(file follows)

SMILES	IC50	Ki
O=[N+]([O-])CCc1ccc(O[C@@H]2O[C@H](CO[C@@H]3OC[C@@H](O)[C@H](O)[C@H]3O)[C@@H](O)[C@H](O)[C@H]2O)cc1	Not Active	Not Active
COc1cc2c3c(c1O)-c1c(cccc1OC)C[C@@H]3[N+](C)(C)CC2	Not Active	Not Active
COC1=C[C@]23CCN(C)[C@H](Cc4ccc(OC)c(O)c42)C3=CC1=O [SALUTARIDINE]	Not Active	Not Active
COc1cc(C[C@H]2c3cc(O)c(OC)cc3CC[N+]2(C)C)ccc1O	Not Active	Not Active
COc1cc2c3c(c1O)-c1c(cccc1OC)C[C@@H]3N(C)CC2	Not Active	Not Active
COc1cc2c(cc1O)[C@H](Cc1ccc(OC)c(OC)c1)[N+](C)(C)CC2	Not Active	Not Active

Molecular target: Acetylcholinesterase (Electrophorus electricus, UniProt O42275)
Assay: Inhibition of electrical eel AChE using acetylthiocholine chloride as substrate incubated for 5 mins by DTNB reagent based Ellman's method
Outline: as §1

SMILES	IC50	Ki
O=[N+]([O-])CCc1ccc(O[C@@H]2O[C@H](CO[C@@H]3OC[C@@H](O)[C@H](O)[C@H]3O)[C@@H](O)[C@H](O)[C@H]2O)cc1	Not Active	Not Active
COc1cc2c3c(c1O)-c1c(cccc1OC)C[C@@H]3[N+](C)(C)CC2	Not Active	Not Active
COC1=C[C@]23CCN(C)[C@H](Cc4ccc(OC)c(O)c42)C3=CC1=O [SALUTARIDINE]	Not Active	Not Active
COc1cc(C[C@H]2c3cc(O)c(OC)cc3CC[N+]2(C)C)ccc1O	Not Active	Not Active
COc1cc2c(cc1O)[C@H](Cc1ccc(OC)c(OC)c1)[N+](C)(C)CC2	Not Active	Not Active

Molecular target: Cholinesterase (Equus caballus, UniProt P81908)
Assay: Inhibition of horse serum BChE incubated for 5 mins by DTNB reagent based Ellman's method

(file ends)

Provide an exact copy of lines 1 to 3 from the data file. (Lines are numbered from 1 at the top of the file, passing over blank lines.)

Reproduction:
SMILES	IC50	Ki
O=[N+]([O-])CCc1ccc(O[C@@H]2O[C@H](CO[C@@H]3OC[C@@H](O)[C@H](O)[C@H]3O)[C@@H](O)[C@H](O)[C@H]2O)cc1	Not Active	Not Active
COc1cc2c3c(c1O)-c1c(cccc1OC)C[C@@H]3[N+](C)(C)CC2	Not Active	Not Active